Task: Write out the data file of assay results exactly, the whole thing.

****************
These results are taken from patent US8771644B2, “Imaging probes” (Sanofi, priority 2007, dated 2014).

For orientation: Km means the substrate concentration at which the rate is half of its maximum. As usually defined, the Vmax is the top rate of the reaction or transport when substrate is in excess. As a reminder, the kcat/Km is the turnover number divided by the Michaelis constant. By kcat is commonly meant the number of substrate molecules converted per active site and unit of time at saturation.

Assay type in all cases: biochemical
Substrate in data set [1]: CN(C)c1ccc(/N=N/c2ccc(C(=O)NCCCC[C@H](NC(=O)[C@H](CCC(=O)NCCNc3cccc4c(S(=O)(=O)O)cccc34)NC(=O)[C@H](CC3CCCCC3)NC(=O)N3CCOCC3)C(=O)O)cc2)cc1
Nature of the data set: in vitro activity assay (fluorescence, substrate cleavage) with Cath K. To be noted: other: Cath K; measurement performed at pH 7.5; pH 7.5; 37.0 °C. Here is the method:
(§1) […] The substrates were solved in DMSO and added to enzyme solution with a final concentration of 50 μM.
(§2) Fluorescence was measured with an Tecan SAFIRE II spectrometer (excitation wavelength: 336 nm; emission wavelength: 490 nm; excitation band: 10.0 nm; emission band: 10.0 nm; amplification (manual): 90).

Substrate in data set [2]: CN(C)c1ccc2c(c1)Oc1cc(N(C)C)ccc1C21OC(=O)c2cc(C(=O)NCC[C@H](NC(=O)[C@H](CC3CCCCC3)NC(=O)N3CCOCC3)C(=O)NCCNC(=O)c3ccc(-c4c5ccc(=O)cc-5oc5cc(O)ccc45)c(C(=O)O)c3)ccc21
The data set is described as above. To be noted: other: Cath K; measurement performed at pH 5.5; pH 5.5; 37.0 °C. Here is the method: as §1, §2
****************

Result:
These results are taken from patent US8771644B2, “Imaging probes” (Sanofi, priority 2007, dated 2014).

For orientation: Km means the substrate concentration at which the rate is half of its maximum. As usually defined, the Vmax is the top rate of the reaction or transport when substrate is in excess. As a reminder, the kcat/Km is the turnover number divided by the Michaelis constant. By kcat is commonly meant the number of substrate molecules converted per active site and unit of time at saturation.

Assay type in all cases: biochemical
Substrate in data set [1]: CN(C)c1ccc(/N=N/c2ccc(C(=O)NCCCC[C@H](NC(=O)[C@H](CCC(=O)NCCNc3cccc4c(S(=O)(=O)O)cccc34)NC(=O)[C@H](CC3CCCCC3)NC(=O)N3CCOCC3)C(=O)O)cc2)cc1
Nature of the data set: in vitro activity assay (fluorescence, substrate cleavage) with Cath K. To be noted: other: Cath K; measurement performed at pH 7.5; pH 7.5; 37.0 °C. Here is the method:
(§1) […] The substrates were solved in DMSO and added to enzyme solution with a final concentration of 50 μM.
(§2) Fluorescence was measured with an Tecan SAFIRE II spectrometer (excitation wavelength: 336 nm; emission wavelength: 490 nm; excitation band: 10.0 nm; emission band: 10.0 nm; amplification (manual): 90).

Substrate in data set [2]: CN(C)c1ccc2c(c1)Oc1cc(N(C)C)ccc1C21OC(=O)c2cc(C(=O)NCC[C@H](NC(=O)[C@H](CC3CCCCC3)NC(=O)N3CCOCC3)C(=O)NCCNC(=O)c3ccc(-c4c5ccc(=O)cc-5oc5cc(O)ccc45)c(C(=O)O)c3)ccc21
The data set is described as above. To be noted: other: Cath K; measurement performed at pH 5.5; pH 5.5; 37.0 °C. Here is the method: as §1, §2